Laurel Clark ’83, MD’87
She died doing something she loved. We often console ourselves with that thought when someone perishes tragically.
And so it was with the adventure-loving Laurel Salton Clark ’83, MD’87. She had come to space travel later in life than most astronauts, following her work as an undersea medical officer and flight surgeon in the U.S. Navy. Her first assignment was on the Columbia space shuttle in 2003, conducting some of the crew’s more than 80 experiments. She was studying gravity and its effect on humans, and she gardened in space to study gene transfer in plants.
But the mission suddenly ended in disaster when the Columbia disintegrated after 15 days in space — and just 16 minutes before its scheduled landing. At age 41, Clark died along with six crewmates as America watched in horror.
Although busy conducting experiments during the mission, Clark marveled over all that she could see from the space shuttle. “I have seen some incredible sights: lightning spreading over the Pacific, the Aurora Australis lighting up the entire visible horizon with the city glow of Australia below … rivers breaking through tall mountain passes, the scars of humanity … a crescent moon setting over the limb of our blue planet,” she wrote in a final email sent to her family from space. “Whenever I do get to look out, it is glorious. Even the stars have a special brightness.”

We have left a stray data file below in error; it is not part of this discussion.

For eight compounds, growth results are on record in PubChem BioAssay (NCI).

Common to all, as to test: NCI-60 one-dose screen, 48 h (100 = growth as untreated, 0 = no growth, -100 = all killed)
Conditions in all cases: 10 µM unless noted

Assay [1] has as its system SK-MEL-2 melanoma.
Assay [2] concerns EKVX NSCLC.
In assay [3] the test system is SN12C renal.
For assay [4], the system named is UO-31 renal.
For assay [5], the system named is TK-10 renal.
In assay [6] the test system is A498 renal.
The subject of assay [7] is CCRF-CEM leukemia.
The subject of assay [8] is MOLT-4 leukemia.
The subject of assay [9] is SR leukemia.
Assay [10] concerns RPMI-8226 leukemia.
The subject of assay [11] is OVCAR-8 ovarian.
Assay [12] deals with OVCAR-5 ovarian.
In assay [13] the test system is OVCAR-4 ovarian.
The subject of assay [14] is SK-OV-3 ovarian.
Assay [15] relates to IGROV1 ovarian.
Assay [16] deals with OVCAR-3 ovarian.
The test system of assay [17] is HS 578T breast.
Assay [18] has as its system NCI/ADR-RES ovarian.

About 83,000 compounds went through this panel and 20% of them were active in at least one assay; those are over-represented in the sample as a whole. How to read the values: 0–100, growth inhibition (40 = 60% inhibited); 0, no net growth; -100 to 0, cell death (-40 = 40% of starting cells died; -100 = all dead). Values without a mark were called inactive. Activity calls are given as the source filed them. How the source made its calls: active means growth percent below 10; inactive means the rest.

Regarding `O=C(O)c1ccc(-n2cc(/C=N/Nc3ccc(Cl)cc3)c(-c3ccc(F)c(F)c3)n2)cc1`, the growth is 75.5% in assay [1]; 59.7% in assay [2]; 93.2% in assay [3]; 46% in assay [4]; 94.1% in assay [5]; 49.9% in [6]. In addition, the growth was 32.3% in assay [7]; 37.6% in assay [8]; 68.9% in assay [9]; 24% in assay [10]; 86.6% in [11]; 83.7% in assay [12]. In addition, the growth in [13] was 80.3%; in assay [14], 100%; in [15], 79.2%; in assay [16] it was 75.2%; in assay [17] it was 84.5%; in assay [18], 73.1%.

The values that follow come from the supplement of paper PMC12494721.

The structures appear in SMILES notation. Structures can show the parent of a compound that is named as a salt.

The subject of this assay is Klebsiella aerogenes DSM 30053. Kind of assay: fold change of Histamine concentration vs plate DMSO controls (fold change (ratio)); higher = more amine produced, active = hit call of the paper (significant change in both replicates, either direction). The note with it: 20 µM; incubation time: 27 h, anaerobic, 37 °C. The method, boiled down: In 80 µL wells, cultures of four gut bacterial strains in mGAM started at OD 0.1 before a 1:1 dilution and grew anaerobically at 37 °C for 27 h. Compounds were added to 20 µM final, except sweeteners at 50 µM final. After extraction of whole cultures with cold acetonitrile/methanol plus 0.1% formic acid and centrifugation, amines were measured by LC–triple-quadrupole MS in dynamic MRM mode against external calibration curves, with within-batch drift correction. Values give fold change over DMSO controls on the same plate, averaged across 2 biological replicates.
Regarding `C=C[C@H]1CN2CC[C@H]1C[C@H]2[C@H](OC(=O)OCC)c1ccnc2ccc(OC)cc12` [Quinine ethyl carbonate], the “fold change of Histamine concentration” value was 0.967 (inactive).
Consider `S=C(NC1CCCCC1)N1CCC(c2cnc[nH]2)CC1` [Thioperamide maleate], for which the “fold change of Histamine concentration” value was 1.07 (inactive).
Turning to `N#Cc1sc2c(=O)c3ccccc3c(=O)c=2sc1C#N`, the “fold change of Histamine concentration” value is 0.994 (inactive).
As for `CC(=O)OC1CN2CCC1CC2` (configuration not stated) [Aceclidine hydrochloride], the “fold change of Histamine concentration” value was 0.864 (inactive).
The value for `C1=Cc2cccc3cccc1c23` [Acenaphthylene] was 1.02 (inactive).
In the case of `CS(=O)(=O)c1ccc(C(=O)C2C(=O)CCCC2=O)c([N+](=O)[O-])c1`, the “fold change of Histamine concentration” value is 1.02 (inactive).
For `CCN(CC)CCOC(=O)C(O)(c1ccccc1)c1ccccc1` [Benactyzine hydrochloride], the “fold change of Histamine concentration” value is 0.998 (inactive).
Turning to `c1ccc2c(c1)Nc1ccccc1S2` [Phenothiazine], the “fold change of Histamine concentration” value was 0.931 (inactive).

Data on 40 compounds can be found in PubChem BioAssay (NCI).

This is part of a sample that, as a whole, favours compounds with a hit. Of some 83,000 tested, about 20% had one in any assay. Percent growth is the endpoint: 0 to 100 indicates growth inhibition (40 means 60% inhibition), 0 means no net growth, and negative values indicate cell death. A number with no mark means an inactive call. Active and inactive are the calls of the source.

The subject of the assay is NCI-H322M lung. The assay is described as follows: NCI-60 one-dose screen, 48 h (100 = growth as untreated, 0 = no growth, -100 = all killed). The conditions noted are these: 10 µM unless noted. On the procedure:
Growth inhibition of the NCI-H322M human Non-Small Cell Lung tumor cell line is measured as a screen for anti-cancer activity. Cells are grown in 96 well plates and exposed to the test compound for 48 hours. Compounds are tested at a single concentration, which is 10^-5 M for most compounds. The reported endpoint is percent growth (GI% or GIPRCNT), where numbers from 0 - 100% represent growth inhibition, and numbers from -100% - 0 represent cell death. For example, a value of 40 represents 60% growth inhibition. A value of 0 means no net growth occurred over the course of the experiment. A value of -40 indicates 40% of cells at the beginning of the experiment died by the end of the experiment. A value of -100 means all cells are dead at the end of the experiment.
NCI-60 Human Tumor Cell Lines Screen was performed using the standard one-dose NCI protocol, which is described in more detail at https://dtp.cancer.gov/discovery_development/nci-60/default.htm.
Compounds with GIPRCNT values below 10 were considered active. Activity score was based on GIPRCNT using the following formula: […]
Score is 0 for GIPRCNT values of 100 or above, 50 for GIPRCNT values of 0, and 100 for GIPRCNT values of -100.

During a memorial at Johnson Space Center after the loss, President George W. Bush recounted a story that captured an astronaut who — while helping to open doors for women in space exploration — was also very down to earth: “A friend who heard Laurel speaking to Mission Control said there was a smile in her voice.”
Clark knew the risks of space travel, yet she fully embraced the chance to be a scientist and foster her sense of wonder. Describing a silkworm cocoon that had hatched in space, she said, “There was a moth in there, and it still had its wings crumpled up, and it was just starting to pump its wings up. Life continues in lots of places, and life is a magical thing.”
Published in the Winter 2018 issue
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